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SKA engineers to use the Force & Jawas to build the world's largest radio telescope!

Star Wars characters2 - Perth AstroFest - March 2015

A Jawa and a Jedi Knight take a closer look at models of the SKA dishes in preparation for their involvement.

SKA Organisation Interstellar Headquarters – In what is already being hailed as a major milestone towards building the world’s largest radio telescope, engineers from the SKA Organisation based at Jodrell Bank Observatory have entered in formal negotiations with Jawas and high-ranking members of the Jedi Council to help build the Square Kilometre Array.

Jawas are famous throughout the galaxy for their ability to source scrap metal and droids in remote areas, two key elements that will be needed to build the SKA’s hundreds of dishes in the Karoo and thousands of antennas in Western Australia. With this exclusive agreement to provide parts and labour, Jawas are set to win the single largest contract for the construction of the telescope.

As part of the SKA’s human capital development programme, the Jedi Council also announced hundreds of Jedi Padawans would go on apprenticeships at the SKA and would play a key role in the construction of the dishes by lifting the multi-ton dishes onto their pedestals, thus greatly reducing construction costs while also helping the Padawans progress towards their mastery of the Force.


A Jedi Knight prepares to use the force to lift a model of an SKA LOW antenna under the fascinated eyes of a Jawa.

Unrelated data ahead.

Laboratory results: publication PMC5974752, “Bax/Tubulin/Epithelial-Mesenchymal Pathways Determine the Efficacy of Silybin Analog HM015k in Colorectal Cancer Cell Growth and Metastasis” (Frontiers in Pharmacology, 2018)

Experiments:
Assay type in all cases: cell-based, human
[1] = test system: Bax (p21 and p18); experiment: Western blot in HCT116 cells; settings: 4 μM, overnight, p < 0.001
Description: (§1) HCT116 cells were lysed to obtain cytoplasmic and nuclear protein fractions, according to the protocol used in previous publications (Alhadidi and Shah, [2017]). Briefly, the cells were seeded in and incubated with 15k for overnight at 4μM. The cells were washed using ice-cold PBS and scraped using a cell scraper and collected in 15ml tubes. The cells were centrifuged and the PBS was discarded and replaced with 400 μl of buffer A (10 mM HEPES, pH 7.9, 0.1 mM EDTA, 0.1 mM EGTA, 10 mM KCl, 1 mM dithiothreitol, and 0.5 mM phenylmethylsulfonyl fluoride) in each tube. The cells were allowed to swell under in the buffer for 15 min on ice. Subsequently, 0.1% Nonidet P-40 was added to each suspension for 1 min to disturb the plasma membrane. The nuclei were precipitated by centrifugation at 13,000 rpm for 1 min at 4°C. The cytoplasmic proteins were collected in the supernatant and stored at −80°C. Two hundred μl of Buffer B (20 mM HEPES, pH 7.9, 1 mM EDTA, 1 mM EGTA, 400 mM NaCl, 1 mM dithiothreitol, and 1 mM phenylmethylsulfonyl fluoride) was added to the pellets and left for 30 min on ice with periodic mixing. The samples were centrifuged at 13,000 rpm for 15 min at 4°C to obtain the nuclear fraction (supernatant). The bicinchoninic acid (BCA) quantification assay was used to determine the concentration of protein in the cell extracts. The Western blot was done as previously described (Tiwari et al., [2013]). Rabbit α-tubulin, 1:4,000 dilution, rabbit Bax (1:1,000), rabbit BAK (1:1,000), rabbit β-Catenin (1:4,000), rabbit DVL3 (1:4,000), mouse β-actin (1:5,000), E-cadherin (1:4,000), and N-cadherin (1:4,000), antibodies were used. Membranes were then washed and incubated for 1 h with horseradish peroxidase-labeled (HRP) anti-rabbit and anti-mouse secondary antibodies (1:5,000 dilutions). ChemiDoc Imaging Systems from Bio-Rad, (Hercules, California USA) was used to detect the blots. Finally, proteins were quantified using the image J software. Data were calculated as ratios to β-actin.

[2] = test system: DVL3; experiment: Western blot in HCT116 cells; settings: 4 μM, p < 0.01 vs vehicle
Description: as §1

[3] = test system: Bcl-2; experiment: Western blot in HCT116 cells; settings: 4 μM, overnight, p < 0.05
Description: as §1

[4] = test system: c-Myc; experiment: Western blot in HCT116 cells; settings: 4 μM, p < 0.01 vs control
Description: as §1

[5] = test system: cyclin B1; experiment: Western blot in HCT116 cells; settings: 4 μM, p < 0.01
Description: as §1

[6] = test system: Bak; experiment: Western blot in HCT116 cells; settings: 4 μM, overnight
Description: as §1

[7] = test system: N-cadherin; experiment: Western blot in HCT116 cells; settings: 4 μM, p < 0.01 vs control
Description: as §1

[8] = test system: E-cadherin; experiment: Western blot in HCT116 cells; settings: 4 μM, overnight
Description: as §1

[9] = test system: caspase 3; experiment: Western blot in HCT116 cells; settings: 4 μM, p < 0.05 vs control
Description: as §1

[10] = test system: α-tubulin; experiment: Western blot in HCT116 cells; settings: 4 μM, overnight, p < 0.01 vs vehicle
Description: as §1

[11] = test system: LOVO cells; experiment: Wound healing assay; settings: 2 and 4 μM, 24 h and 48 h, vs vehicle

“We’re extremely excited by this promising interstellar collaboration, which is very much in the spirit of the global international collaboration that is the SKA” commented Prof. Philip Diamond, Director General of the SKA Organisation, just after the meeting with representatives from the Jawas and the Jedi Council.

This follows hot on the heels of the earlier announcement by CERN today that their researchers have confirmed the existence of the Force. While this is something many have suspected for a long time, it is yet another exciting result from the LHC, and one which strengthens the SKA Organisation’s new strategy to build the telescope.

“Using the Force and the highly skilled Jawas, we’re confident we’ll be able to build the SKA and be fully operational long before our competition is ready” added Prof. Diamond.

Construction of the SKA is due to start in 2018, with the first operations expected in 2020 using a partial array, combining the power from the different antennas to produce a single, unstoppable beam of radio waves.


First operations are expected in 2020 with the SKA still under construction.



For more information on the outreach event behind the photos, visit ICRAR’s Astrofest press release.